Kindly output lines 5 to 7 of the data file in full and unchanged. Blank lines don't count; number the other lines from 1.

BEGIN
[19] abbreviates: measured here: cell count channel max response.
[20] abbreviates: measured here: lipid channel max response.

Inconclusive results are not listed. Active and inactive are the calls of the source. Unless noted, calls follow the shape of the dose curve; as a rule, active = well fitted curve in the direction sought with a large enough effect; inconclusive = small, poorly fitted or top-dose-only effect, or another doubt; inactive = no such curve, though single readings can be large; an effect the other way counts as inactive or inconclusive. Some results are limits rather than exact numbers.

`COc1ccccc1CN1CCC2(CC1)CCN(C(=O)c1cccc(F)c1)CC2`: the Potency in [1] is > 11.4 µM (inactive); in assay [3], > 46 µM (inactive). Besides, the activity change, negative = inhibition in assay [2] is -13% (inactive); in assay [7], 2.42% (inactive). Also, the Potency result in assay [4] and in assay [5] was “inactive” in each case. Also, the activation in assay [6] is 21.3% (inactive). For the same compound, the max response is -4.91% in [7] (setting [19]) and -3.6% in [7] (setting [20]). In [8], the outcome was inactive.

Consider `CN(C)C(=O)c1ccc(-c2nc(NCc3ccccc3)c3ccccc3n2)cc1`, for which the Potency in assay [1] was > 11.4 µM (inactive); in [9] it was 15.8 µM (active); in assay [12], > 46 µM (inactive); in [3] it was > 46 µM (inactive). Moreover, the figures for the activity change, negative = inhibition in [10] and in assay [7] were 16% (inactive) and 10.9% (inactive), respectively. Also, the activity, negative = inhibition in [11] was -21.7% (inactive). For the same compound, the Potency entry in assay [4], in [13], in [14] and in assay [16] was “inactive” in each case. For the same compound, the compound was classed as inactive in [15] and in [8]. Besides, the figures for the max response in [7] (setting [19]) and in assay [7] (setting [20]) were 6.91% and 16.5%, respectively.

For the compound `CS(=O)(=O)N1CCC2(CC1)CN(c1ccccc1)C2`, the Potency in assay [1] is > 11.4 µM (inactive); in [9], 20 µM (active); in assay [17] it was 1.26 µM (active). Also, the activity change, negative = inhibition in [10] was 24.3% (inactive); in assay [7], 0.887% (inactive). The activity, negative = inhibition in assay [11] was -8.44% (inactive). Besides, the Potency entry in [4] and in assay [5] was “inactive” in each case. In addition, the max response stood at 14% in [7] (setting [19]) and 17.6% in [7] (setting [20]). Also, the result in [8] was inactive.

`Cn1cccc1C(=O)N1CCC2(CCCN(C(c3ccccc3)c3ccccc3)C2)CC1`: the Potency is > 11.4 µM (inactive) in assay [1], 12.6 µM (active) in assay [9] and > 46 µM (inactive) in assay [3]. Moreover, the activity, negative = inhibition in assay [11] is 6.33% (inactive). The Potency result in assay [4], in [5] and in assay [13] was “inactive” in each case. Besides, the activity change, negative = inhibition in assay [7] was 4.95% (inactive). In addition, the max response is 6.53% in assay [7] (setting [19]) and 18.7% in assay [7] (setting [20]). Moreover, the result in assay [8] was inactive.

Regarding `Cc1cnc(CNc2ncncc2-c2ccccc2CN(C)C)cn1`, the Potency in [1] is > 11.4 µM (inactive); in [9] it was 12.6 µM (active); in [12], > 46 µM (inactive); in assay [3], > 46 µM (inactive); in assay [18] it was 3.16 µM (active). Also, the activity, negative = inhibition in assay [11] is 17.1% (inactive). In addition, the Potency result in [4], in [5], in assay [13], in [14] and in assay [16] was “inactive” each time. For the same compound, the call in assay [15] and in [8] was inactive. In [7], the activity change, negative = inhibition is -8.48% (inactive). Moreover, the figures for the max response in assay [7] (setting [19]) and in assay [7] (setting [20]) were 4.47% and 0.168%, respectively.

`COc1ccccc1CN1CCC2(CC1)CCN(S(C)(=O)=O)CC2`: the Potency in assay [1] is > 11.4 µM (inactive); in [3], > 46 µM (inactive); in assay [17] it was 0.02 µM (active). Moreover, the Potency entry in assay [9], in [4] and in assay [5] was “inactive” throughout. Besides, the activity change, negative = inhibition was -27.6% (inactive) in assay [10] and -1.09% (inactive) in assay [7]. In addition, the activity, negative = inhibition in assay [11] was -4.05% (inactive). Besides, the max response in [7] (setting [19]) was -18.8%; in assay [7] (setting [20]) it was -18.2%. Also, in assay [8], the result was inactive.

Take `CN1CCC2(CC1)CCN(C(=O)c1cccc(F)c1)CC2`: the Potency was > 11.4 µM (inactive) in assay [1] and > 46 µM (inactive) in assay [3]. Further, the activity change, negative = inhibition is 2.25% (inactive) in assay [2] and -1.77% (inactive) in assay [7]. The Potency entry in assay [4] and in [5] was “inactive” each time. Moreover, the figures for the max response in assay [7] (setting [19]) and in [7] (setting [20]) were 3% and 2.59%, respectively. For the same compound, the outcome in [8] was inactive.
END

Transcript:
Consider `CN(C)C(=O)c1ccc(-c2nc(NCc3ccccc3)c3ccccc3n2)cc1`, for which the Potency in assay [1] was > 11.4 µM (inactive); in [9] it was 15.8 µM (active); in assay [12], > 46 µM (inactive); in [3] it was > 46 µM (inactive). Moreover, the figures for the activity change, negative = inhibition in [10] and in assay [7] were 16% (inactive) and 10.9% (inactive), respectively. Also, the activity, negative = inhibition in [11] was -21.7% (inactive). For the same compound, the Potency entry in assay [4], in [13], in [14] and in assay [16] was “inactive” in each case. For the same compound, the compound was classed as inactive in [15] and in [8]. Besides, the figures for the max response in [7] (setting [19]) and in assay [7] (setting [20]) were 6.91% and 16.5%, respectively.

For the compound `CS(=O)(=O)N1CCC2(CC1)CN(c1ccccc1)C2`, the Potency in assay [1] is > 11.4 µM (inactive); in [9], 20 µM (active); in assay [17] it was 1.26 µM (active). Also, the activity change, negative = inhibition in [10] was 24.3% (inactive); in assay [7], 0.887% (inactive). The activity, negative = inhibition in assay [11] was -8.44% (inactive). Besides, the Potency entry in [4] and in assay [5] was “inactive” in each case. In addition, the max response stood at 14% in [7] (setting [19]) and 17.6% in [7] (setting [20]). Also, the result in [8] was inactive.

`Cn1cccc1C(=O)N1CCC2(CCCN(C(c3ccccc3)c3ccccc3)C2)CC1`: the Potency is > 11.4 µM (inactive) in assay [1], 12.6 µM (active) in assay [9] and > 46 µM (inactive) in assay [3]. Moreover, the activity, negative = inhibition in assay [11] is 6.33% (inactive). The Potency result in assay [4], in [5] and in assay [13] was “inactive” in each case. Besides, the activity change, negative = inhibition in assay [7] was 4.95% (inactive). In addition, the max response is 6.53% in assay [7] (setting [19]) and 18.7% in assay [7] (setting [20]). Moreover, the result in assay [8] was inactive.